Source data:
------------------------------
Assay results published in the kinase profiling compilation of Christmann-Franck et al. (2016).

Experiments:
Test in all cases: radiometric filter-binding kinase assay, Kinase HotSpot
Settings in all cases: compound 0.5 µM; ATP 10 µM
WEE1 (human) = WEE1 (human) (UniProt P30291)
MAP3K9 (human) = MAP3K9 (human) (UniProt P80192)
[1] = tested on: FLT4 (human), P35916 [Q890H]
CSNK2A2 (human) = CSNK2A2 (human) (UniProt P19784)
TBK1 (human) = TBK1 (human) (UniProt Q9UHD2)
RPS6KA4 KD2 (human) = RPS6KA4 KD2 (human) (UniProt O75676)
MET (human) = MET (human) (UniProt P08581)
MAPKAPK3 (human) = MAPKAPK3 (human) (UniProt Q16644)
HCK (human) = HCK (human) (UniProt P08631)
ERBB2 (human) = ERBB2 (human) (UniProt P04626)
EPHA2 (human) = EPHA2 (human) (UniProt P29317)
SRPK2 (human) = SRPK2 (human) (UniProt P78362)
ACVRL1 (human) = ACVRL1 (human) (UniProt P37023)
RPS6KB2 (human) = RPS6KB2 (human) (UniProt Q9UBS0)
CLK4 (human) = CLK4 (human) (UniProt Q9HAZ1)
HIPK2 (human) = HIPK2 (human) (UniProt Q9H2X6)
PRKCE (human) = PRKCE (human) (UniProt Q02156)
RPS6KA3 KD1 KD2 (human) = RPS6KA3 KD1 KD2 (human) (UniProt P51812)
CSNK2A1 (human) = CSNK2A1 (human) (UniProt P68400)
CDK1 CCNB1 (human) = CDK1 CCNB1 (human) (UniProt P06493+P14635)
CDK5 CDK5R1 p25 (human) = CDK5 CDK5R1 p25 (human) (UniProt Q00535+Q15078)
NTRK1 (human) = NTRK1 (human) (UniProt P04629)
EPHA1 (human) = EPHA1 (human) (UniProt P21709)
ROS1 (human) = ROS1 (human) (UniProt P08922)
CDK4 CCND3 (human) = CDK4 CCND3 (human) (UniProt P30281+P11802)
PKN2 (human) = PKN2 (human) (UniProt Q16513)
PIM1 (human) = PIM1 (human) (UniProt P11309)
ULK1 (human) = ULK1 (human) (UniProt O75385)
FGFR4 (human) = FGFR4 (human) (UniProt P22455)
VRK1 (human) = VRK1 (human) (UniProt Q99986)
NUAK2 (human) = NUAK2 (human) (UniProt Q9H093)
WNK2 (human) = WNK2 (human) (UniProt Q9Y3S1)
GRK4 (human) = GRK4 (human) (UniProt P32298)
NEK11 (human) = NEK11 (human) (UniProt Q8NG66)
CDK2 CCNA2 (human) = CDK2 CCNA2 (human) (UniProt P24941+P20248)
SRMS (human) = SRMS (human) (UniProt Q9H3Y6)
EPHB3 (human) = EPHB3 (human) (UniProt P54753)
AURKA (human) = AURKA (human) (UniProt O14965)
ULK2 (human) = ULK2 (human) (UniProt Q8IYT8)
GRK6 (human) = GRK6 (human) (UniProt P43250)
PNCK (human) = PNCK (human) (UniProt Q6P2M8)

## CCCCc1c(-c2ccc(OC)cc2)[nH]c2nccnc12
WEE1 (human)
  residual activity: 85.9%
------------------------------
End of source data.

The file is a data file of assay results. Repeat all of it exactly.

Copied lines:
Assay results published in the kinase profiling compilation of Christmann-Franck et al. (2016).

Experiments:
Test in all cases: radiometric filter-binding kinase assay, Kinase HotSpot
Settings in all cases: compound 0.5 µM; ATP 10 µM
WEE1 (human) = WEE1 (human) (UniProt P30291)
MAP3K9 (human) = MAP3K9 (human) (UniProt P80192)
[1] = tested on: FLT4 (human), P35916 [Q890H]
CSNK2A2 (human) = CSNK2A2 (human) (UniProt P19784)
TBK1 (human) = TBK1 (human) (UniProt Q9UHD2)
RPS6KA4 KD2 (human) = RPS6KA4 KD2 (human) (UniProt O75676)
MET (human) = MET (human) (UniProt P08581)
MAPKAPK3 (human) = MAPKAPK3 (human) (UniProt Q16644)
HCK (human) = HCK (human) (UniProt P08631)
ERBB2 (human) = ERBB2 (human) (UniProt P04626)
EPHA2 (human) = EPHA2 (human) (UniProt P29317)
SRPK2 (human) = SRPK2 (human) (UniProt P78362)
ACVRL1 (human) = ACVRL1 (human) (UniProt P37023)
RPS6KB2 (human) = RPS6KB2 (human) (UniProt Q9UBS0)
CLK4 (human) = CLK4 (human) (UniProt Q9HAZ1)
HIPK2 (human) = HIPK2 (human) (UniProt Q9H2X6)
PRKCE (human) = PRKCE (human) (UniProt Q02156)
RPS6KA3 KD1 KD2 (human) = RPS6KA3 KD1 KD2 (human) (UniProt P51812)
CSNK2A1 (human) = CSNK2A1 (human) (UniProt P68400)
CDK1 CCNB1 (human) = CDK1 CCNB1 (human) (UniProt P06493+P14635)
CDK5 CDK5R1 p25 (human) = CDK5 CDK5R1 p25 (human) (UniProt Q00535+Q15078)
NTRK1 (human) = NTRK1 (human) (UniProt P04629)
EPHA1 (human) = EPHA1 (human) (UniProt P21709)
ROS1 (human) = ROS1 (human) (UniProt P08922)
CDK4 CCND3 (human) = CDK4 CCND3 (human) (UniProt P30281+P11802)
PKN2 (human) = PKN2 (human) (UniProt Q16513)
PIM1 (human) = PIM1 (human) (UniProt P11309)
ULK1 (human) = ULK1 (human) (UniProt O75385)
FGFR4 (human) = FGFR4 (human) (UniProt P22455)
VRK1 (human) = VRK1 (human) (UniProt Q99986)
NUAK2 (human) = NUAK2 (human) (UniProt Q9H093)
WNK2 (human) = WNK2 (human) (UniProt Q9Y3S1)
GRK4 (human) = GRK4 (human) (UniProt P32298)
NEK11 (human) = NEK11 (human) (UniProt Q8NG66)
CDK2 CCNA2 (human) = CDK2 CCNA2 (human) (UniProt P24941+P20248)
SRMS (human) = SRMS (human) (UniProt Q9H3Y6)
EPHB3 (human) = EPHB3 (human) (UniProt P54753)
AURKA (human) = AURKA (human) (UniProt O14965)
ULK2 (human) = ULK2 (human) (UniProt Q8IYT8)
GRK6 (human) = GRK6 (human) (UniProt P43250)
PNCK (human) = PNCK (human) (UniProt Q6P2M8)

## CCCCc1c(-c2ccc(OC)cc2)[nH]c2nccnc12
WEE1 (human)
  residual activity: 85.9%